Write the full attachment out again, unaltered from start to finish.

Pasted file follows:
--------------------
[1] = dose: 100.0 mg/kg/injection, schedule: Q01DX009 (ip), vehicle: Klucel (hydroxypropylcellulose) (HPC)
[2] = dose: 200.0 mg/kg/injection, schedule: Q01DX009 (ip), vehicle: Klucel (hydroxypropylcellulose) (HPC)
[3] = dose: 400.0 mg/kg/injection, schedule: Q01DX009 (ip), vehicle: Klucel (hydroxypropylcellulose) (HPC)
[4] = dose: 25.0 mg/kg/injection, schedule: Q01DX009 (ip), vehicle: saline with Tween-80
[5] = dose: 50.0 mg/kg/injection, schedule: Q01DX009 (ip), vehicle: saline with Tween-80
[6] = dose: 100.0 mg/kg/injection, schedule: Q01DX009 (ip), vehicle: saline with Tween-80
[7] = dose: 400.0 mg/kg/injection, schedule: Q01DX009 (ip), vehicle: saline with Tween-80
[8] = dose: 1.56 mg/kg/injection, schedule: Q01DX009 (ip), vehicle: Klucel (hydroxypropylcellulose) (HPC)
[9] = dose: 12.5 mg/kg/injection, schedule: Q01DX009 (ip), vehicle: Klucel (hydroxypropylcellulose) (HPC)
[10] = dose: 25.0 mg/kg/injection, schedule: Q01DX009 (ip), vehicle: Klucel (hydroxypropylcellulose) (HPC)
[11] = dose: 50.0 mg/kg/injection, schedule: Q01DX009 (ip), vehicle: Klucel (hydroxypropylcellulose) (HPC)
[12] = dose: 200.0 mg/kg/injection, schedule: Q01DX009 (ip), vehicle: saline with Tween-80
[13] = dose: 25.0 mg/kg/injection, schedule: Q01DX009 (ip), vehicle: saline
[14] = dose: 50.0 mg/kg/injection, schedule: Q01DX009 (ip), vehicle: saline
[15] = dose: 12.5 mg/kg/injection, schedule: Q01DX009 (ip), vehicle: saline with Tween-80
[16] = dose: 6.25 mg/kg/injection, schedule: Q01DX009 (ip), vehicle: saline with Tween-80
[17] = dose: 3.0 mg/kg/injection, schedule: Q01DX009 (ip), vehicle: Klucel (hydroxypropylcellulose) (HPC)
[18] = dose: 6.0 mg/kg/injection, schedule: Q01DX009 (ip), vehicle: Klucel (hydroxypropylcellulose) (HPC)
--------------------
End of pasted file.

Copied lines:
[1] = dose: 100.0 mg/kg/injection, schedule: Q01DX009 (ip), vehicle: Klucel (hydroxypropylcellulose) (HPC)
[2] = dose: 200.0 mg/kg/injection, schedule: Q01DX009 (ip), vehicle: Klucel (hydroxypropylcellulose) (HPC)
[3] = dose: 400.0 mg/kg/injection, schedule: Q01DX009 (ip), vehicle: Klucel (hydroxypropylcellulose) (HPC)
[4] = dose: 25.0 mg/kg/injection, schedule: Q01DX009 (ip), vehicle: saline with Tween-80
[5] = dose: 50.0 mg/kg/injection, schedule: Q01DX009 (ip), vehicle: saline with Tween-80
[6] = dose: 100.0 mg/kg/injection, schedule: Q01DX009 (ip), vehicle: saline with Tween-80
[7] = dose: 400.0 mg/kg/injection, schedule: Q01DX009 (ip), vehicle: saline with Tween-80
[8] = dose: 1.56 mg/kg/injection, schedule: Q01DX009 (ip), vehicle: Klucel (hydroxypropylcellulose) (HPC)
[9] = dose: 12.5 mg/kg/injection, schedule: Q01DX009 (ip), vehicle: Klucel (hydroxypropylcellulose) (HPC)
[10] = dose: 25.0 mg/kg/injection, schedule: Q01DX009 (ip), vehicle: Klucel (hydroxypropylcellulose) (HPC)
[11] = dose: 50.0 mg/kg/injection, schedule: Q01DX009 (ip), vehicle: Klucel (hydroxypropylcellulose) (HPC)
[12] = dose: 200.0 mg/kg/injection, schedule: Q01DX009 (ip), vehicle: saline with Tween-80
[13] = dose: 25.0 mg/kg/injection, schedule: Q01DX009 (ip), vehicle: saline
[14] = dose: 50.0 mg/kg/injection, schedule: Q01DX009 (ip), vehicle: saline
[15] = dose: 12.5 mg/kg/injection, schedule: Q01DX009 (ip), vehicle: saline with Tween-80
[16] = dose: 6.25 mg/kg/injection, schedule: Q01DX009 (ip), vehicle: saline with Tween-80
[17] = dose: 3.0 mg/kg/injection, schedule: Q01DX009 (ip), vehicle: Klucel (hydroxypropylcellulose) (HPC)
[18] = dose: 6.0 mg/kg/injection, schedule: Q01DX009 (ip), vehicle: Klucel (hydroxypropylcellulose) (HPC)